Imported plants and animals: Perhaps most impressive was the collection of over 40 species of plants as well as domesticated lions and elephants roaming the gardens of the Assyrian palace at Nimrud. This demonstrated the king's power over not only man but also nature.

Artwork: This included paintings and sculptures as well as imposing stone reliefs which would often depict the ruler as a victorious conqueror or in some way honored by the gods.
Meet a Colorful Cast of Characters

Equally as fascinating as the buildings themselves are the rulers who occupied them. You'll get acquainted with pharaoh Amenhotep IV, who completely redefined Egypt, ushering in a new era and placing himself as an intermediary between his subjects and the sun god. You will hear the captivating stories of Ashurnasirpal II, whose larger-than-life accounts of big-game hunting, immense banquets, and rousing military conquests are enthrallingly depicted in inscriptions throughout the palace at Nimrud. Then there's Caligula, whose flare for spectacle and excess have become hallmarks of decadence and lavish living that continue to be reflected in modern ideas of wealth and celebrity.

But with great power comes great responsibility. Professor Tuck shows how public and private personas were deeply intertwined for these rulers. As with today's politicians, the luxurious lifestyles came at a cost, with their primary duty being to serve the people over which they ruled. For instance, Egyptian pharaohs were expected to maintain order in the natural world. Imagine if your life hinged on whether or not the Nile flooded!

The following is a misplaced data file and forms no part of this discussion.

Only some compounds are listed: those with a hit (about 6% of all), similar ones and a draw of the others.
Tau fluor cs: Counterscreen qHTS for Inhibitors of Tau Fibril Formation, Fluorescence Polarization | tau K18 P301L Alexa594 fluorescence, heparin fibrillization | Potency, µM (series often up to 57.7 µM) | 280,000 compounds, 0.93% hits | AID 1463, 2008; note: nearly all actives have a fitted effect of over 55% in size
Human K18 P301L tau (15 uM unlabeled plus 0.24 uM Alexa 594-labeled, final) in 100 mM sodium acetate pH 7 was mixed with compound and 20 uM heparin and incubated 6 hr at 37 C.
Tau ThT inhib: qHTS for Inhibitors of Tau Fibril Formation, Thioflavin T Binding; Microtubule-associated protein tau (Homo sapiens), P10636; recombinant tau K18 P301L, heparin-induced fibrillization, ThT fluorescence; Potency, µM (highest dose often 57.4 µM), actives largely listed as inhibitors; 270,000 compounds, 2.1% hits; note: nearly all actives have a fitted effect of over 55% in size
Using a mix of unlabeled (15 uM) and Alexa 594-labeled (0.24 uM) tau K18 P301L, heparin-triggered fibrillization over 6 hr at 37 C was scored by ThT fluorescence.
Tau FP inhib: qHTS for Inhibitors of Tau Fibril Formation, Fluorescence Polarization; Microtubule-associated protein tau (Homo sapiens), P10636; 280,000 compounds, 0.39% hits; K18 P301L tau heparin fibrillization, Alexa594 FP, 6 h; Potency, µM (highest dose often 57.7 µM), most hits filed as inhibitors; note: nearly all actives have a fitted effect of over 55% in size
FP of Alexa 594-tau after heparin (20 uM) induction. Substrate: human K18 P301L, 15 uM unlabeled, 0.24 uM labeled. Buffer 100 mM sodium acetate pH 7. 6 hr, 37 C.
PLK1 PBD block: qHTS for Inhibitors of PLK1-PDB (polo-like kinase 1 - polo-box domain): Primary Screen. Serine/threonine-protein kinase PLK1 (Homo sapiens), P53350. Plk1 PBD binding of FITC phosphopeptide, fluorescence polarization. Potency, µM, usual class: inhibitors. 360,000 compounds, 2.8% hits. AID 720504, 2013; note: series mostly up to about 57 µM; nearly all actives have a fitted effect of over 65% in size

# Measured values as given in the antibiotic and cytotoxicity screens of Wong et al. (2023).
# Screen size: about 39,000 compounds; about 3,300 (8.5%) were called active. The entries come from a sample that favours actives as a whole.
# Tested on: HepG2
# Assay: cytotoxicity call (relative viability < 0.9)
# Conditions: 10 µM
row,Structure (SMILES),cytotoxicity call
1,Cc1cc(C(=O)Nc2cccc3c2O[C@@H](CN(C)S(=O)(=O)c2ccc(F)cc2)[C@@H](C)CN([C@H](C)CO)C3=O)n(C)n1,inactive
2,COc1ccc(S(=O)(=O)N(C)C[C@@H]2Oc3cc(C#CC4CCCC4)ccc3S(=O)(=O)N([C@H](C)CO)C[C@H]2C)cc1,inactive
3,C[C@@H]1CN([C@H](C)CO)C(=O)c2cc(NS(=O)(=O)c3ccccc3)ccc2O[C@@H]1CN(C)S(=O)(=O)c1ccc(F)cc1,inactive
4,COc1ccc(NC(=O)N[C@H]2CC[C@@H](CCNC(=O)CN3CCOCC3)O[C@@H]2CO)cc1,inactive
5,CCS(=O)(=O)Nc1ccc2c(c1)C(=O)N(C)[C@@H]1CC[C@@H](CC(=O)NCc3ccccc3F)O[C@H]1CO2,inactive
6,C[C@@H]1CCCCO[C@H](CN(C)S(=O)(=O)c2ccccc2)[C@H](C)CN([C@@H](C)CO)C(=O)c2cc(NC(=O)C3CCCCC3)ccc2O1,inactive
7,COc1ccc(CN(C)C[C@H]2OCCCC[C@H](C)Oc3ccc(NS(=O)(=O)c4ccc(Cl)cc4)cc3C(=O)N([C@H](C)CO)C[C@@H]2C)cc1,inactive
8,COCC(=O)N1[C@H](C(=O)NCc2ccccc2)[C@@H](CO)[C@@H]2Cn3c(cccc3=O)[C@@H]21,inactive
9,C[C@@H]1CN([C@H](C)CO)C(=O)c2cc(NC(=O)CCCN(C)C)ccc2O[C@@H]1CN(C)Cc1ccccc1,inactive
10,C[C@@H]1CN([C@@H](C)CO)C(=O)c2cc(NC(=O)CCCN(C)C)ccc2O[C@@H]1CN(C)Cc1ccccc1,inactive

Professor Tuck also highlights the notable individuals who managed to excavate these palaces brick by brick so we can marvel over them today. Many of these excavations occurred two hundred or more years ago, without the convenience of modern technology. In some cases, as with the efforts to uncover and reconstruct some of the famous floating vessels of ancient rulers, it took hundreds of years of failed attempts before archaeologists successfully recovered the structures.

Discover How Structures Reveal Social Hierarchies

Hierarchies were reflected in everything, from the dining hall seating and arrangement of rooms, to even the positioning of individuals in decorative sculptures and murals. You'll learn how one relief sculpture lining the staircase leading to the mighty Gate of All Nations in Persepolis was intended to keep visitors in their place, both literally and figuratively. This subservience to rank is also illustrated in the famed terra cotta army from the Qin Dynasty.

In palaces ranging from ancient Assyria and Egypt to Italy and China, courtyards, chambers, and throne rooms were designed in such a way that only the highest-ranking members of society had private access to the ruler. At the same time, large public spaces were included to encourage interaction between the leader and his people, with the degree of interaction varying between regimes and cultures.